(Sorry about the spelling)
Recently I was interviewed (face-to-face) by Andy McLean who is the editor of Leadership Matters, the quarterly magazine produced by the Institute of Management and Leaders (IML). I happen to be a Fellow of the IML and Andy regularly interviews the more senior members of the IML to generate copy. During the interview I gave Andy a copy of The Humm Handbook: Lifting Your Level of Emotional Intelligence secretly hoping to get a plug in the article. To my amazement, he looked at the table of contents and suddenly blurted out, “Crikey, you have written about Shakespeare.”
It turns out that Andy was born in Stratford-on-Avon, and he also provides copy for the Bell Shakespeare Company. I explained that in the early 1970s I did a two-year MBA at the London Business School and one elective I did was The Art of Decision Making conceived by my tutor, Charles Handy. Instead of looking at business case studies, each week we read a classic play and discuss its leadership lessons. Charles argued that while organisations come and go, classic plays live forever. In my book I took Charles’ idea one step further in The Humm Handbook by using the 7MTF/Humm to profile the core emotional drives of the characters in the various plays.
It turns out we are both Shakespeare fanatics. Andy has written an interesting blog about Five Leadership Lessons of Shakespeare that you can read here. We overlap on two of Shakespeare’s plays: Julius Caesar and King Lear, and even draw similar lessons.
In case you don’t think Shakespeare does not have relevance in our times, think about the lesson we both discuss in Julius Caesar. Accord to Andy, Julius Caesar begins to think his decision making is infallible and stops taking time to consult with stakeholders. In my book, I say that Julius Caesar suffered from tunnel vision, and lost the habit of asking himself if he knows all he needs to know.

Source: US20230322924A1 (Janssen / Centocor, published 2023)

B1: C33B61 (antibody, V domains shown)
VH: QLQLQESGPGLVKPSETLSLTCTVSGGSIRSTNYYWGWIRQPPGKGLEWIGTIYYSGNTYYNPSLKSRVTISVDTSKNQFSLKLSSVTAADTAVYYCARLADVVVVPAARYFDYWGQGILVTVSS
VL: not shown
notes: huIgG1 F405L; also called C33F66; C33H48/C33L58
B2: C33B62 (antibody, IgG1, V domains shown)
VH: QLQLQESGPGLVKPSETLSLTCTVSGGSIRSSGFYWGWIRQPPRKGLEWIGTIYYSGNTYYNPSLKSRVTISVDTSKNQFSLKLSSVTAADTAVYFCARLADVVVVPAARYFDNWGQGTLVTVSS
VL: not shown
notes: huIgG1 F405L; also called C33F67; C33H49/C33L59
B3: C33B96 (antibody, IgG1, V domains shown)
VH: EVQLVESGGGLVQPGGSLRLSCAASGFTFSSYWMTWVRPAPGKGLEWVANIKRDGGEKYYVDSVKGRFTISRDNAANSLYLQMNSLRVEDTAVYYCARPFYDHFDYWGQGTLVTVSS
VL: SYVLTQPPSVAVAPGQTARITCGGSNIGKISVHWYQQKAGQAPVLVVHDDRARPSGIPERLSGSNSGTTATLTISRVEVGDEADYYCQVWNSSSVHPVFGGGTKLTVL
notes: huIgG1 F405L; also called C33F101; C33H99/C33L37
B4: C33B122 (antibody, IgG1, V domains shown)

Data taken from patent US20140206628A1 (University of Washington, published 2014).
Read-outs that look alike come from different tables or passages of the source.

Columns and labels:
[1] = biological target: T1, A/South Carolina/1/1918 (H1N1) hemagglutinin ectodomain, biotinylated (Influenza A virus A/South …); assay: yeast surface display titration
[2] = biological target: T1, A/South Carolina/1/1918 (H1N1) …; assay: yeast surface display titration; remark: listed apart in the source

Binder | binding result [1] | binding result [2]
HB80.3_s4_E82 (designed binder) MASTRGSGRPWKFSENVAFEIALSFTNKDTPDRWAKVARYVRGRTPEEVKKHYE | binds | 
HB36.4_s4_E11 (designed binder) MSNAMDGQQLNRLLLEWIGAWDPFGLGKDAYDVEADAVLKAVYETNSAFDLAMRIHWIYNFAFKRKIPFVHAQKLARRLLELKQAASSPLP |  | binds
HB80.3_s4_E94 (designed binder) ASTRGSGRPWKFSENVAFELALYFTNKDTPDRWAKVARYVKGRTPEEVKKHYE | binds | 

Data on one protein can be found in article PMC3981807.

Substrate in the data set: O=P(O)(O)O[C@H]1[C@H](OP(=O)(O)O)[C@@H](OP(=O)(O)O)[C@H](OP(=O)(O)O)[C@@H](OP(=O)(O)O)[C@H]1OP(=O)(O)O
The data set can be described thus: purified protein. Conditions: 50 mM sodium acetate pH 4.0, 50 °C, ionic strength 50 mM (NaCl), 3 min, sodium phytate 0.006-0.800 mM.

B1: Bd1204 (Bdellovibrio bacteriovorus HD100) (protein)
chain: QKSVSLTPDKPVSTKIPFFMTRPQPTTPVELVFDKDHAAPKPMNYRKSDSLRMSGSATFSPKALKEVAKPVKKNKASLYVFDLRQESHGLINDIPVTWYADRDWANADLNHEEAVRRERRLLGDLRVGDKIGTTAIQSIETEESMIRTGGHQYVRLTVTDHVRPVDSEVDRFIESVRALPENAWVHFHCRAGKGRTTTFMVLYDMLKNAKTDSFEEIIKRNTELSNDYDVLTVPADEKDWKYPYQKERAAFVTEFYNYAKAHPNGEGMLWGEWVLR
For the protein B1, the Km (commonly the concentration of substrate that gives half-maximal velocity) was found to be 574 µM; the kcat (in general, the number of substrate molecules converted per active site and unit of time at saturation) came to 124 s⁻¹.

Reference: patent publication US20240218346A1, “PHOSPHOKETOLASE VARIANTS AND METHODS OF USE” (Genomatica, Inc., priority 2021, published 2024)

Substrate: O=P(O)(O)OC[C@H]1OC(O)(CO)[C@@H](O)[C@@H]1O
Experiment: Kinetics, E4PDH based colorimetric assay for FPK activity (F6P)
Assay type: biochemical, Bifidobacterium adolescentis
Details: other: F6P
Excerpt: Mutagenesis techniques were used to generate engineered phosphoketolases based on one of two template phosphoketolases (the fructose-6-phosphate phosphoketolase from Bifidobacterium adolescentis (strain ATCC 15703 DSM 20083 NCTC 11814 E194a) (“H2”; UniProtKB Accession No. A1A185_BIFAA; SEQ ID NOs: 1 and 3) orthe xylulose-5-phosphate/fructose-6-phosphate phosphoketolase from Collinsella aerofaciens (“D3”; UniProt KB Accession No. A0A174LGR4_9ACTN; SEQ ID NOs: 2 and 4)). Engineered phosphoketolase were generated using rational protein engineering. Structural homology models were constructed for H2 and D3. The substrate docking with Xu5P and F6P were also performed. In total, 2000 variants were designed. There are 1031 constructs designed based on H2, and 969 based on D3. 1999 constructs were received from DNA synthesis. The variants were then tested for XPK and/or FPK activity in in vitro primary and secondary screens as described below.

I was at a function shortly after the Turnbull coup removing Tony Abbot as Prime Minister in September 2015. Phillip Ruddock, the doyen of the House of Representatives was there, and I asked him what he thought of the coup. His answer was telling, “At least I can meet with Turnbull.” Immediately I realised why Abbott was disposed. He failed to keep regular contact with the Liberal Members of Parliament. He allowed his staff to cut him of off from regular contact. I have been told by British colleagues that Thatcher made the same mistake.
Where I think Shakespeare particularly excels is in his portrayals of the corporate psychopaths. Edmund in King Lear, Cassius in Julius Caesar, Claudius in Hamlet are wonderful characterisations. What amazes me is the depth that Shakespeare achieves in the analysis and the consistent behavioural portrayal for each of the roles.
This blog was first posted on LinkedIn on 4 September 2019.
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Your presentation on 'Lifting your Level of Emotional Intelligence" to 10 CEOs scored an average 8.9 out of 10 for the topic and 8.5 for the presentation which is great. A couple of the attendees gave you a 10 out of 10, and the comments were:
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